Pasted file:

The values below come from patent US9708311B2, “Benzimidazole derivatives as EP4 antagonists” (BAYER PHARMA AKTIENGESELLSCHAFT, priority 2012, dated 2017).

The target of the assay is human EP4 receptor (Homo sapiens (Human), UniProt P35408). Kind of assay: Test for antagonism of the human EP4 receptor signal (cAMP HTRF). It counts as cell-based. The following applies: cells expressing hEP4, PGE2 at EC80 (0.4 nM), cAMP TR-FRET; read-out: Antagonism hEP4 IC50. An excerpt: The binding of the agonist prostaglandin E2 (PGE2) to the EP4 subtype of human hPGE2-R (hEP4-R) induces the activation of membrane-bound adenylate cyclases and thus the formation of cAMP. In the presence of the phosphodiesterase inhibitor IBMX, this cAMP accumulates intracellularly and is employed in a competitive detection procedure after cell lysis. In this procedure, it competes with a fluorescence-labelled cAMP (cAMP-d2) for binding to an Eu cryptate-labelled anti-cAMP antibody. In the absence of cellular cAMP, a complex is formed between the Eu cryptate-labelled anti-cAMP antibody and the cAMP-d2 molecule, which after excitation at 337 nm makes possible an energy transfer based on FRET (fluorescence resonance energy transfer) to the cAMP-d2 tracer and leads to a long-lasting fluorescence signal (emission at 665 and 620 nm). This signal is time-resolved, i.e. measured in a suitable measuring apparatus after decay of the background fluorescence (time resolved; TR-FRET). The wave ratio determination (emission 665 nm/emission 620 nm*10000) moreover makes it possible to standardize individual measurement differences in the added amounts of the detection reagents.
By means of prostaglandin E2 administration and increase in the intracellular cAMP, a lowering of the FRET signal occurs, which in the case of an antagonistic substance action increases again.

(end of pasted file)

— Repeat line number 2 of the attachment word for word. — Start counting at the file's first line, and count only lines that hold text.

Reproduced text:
The target of the assay is human EP4 receptor (Homo sapiens (Human), UniProt P35408). Kind of assay: Test for antagonism of the human EP4 receptor signal (cAMP HTRF). It counts as cell-based. The following applies: cells expressing hEP4, PGE2 at EC80 (0.4 nM), cAMP TR-FRET; read-out: Antagonism hEP4 IC50. An excerpt: The binding of the agonist prostaglandin E2 (PGE2) to the EP4 subtype of human hPGE2-R (hEP4-R) induces the activation of membrane-bound adenylate cyclases and thus the formation of cAMP. In the presence of the phosphodiesterase inhibitor IBMX, this cAMP accumulates intracellularly and is employed in a competitive detection procedure after cell lysis. In this procedure, it competes with a fluorescence-labelled cAMP (cAMP-d2) for binding to an Eu cryptate-labelled anti-cAMP antibody. In the absence of cellular cAMP, a complex is formed between the Eu cryptate-labelled anti-cAMP antibody and the cAMP-d2 molecule, which after excitation at 337 nm makes possible an energy transfer based on FRET (fluorescence resonance energy transfer) to the cAMP-d2 tracer and leads to a long-lasting fluorescence signal (emission at 665 and 620 nm). This signal is time-resolved, i.e. measured in a suitable measuring apparatus after decay of the background fluorescence (time resolved; TR-FRET). The wave ratio determination (emission 665 nm/emission 620 nm*10000) moreover makes it possible to standardize individual measurement differences in the added amounts of the detection reagents.